Jedd Beaudoin

    Dream Theater: Train Of Thought
    Posted by Yves Dubé, SoT Staff Writer on 2003-11-22 12:45:39
    My Score:

    " ...Balls and Chunk..." - Mike Portnoy

    " Jane, you ignorant slut" - Dan Akroyd, Point/Counterpoint

    No need to go into a track by track analysis as both Duncan and Peter have done this already. Let's just get to the opinion part of this review.

    In the late '80's a group of chefs, whom had recently graduated from a prestigious culinary arts school, decided to open a restaurant together. Although the main courses were exquisite, some people felt that maybe the desert menu wasn't all it could be. The original pastry chef left and a new one was imported from Canada. This revamped team then proceeded to release one of the finest table d'hote ever presented. Almost overnight, their restaurant flourished as patrons, hungry for a type of cuisine they hadn't eaten in some time, came in droves and told all their friends. They followed up this menu with an even better one . They seemed to have learned the art of balancing hearty fares with subtle sauces. A day came though, when their saucier decided he was not pleased with the direction the new menu was taking and left. He was temporarily replaced by an upstart young chef who seemed to want to put just a little too much mustard in the sauces.

    Around this time, the head chef ( let's call him Mike), was interested in working with other chefs in order to round out his culinary skills. Through various colaborations with other equally gifted cooks, he created a wide assortment of tantalizing dishes, yet he seemed content on experimenting with these new flavors only outside his restaurant. While working with his usual team ( which now included a new saucier he encountered in his travels) he seemed content to just stay with similar dishes. Thus subsquent menus seemed to be losing some of their intelligent nuances and seemed to be aiming more towards robust, if not simplistic, recipes which appealed to a younger, fast food oriented clientele.

    These days there are more customers than ever frequenting the restaurant but I think a lot of the original patrons have left to eat elsewhere. This new hearty fare also seems to be overwhelming the pastry chef, who seems to be unable to create deserts with enough flavor to stand out . The head chef seems to be serving up larger and larger slabs of raw meat, while the soup man seems to be dumping way too much of the same spices in the gumbo.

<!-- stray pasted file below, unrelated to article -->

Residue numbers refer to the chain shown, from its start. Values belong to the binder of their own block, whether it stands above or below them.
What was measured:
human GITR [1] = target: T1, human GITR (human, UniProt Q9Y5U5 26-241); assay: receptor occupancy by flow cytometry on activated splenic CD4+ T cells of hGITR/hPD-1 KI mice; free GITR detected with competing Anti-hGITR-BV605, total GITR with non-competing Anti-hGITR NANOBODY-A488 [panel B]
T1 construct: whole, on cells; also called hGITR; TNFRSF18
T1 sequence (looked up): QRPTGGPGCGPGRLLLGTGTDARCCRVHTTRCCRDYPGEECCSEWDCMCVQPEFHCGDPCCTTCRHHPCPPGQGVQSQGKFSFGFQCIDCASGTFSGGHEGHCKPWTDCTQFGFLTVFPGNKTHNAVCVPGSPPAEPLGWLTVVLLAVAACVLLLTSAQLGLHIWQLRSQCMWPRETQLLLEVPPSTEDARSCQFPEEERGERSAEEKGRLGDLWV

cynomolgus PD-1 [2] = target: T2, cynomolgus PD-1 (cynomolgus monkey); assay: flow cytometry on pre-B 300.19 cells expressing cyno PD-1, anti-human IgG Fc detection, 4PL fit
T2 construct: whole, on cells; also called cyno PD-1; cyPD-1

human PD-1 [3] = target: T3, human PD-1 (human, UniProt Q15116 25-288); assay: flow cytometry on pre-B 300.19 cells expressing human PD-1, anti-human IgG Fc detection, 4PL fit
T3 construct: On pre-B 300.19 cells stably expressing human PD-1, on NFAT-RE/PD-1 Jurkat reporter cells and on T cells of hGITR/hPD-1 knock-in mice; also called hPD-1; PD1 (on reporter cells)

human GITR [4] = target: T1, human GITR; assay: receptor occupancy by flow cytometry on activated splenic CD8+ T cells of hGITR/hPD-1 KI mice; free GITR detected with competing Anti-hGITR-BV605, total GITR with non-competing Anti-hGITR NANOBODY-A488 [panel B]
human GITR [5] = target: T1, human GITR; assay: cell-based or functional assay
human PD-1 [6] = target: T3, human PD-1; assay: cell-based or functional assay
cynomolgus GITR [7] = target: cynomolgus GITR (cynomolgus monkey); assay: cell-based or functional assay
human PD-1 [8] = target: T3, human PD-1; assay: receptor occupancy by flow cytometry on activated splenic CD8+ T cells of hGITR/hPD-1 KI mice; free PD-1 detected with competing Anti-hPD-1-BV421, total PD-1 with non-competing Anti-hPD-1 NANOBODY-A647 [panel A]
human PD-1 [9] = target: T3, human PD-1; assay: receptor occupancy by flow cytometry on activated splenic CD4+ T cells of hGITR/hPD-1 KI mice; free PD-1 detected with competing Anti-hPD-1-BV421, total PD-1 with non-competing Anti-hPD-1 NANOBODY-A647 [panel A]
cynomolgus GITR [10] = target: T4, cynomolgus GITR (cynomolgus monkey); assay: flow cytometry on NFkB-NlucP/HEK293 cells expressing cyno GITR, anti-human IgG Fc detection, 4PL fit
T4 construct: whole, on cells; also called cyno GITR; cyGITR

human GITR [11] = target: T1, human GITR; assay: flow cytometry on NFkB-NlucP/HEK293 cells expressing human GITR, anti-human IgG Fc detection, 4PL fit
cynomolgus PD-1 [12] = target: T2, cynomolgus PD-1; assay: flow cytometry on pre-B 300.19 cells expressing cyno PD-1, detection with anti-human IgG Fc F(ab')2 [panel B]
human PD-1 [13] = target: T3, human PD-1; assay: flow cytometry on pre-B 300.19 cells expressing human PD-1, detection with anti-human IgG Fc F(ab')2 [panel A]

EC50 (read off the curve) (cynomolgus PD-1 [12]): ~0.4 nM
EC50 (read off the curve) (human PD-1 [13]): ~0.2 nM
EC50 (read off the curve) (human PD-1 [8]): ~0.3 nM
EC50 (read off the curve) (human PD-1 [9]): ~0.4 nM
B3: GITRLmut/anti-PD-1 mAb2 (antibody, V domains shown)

To me it's a bit of a shame because I used to frequent this restaurant regularly about 5 or 6 years ago, but I am finding each new menu less and less to my liking. The cooks seem very happy with the way things have turned out but I preferred it before the head chef went out and explored new recipes elsewhere. I think that if he'd stayed in his own restaurant and emptied his creativity sack with his original team ( all of whom are excellent cooks in their own rights) the overall restaurant could have really become a 5-star eating establishment.

    This current menu has some fine dishes, but I get the impression that the buffet table is getting shorter and shorter. Oh well, I think my opinion may also stem from the fact that I'm slowly becoming a vegetarian so all this raw meat does not look nearly as appealing to me as it once did.

    Yves Dubé

    Dream Theater: Train Of Thought
    Posted by Michael Popke, SoT Staff Writer on 2003-11-14 21:34:58
    My Score:

    The stark, black-and-white packaging for Train of Thought may be cheap (nice job, Elektra) but it's also appropriate, as this album takes an unflinching look into the tortured soul of the beast known as Dream Theater. While 2002's Six Degrees of Inner Turbulence captured the band's sheer beauty and brutality at its light and dark extremes, Train of Thought finds Dream Theater, now 15 years old, wallowing in the mire the band has created by trying to be all things to all listeners. In fact, in some places, Train of Thought doesn't even sound like a Dream Theater album. A heavy bottom end trumps memorable melodies. Deeply personal (I daresay cathartic) lyrics trump the recent story songs of Six Degrees … and Scenes From a Memory. But new Dream Theater doesn't trump old Dream Theater.

    Metallica's influence on Train of Thought has already been cited in other reviews of this album. And the case can even be made that Train of Thought – given its angry tone and sonic bluntness – is Dream Theater's St. Anger. What's even more surprising, though, is Dream Theater's nod to rap-metal on "This Dying Soul" and "Honor Thy Father" -- even more so than on the first disc of Six Degrees ... . Also slightly discomforting is the fact that singer James LaBrie tosses around variations of the "F-word" like he's some sort of cocky nü-metal poser.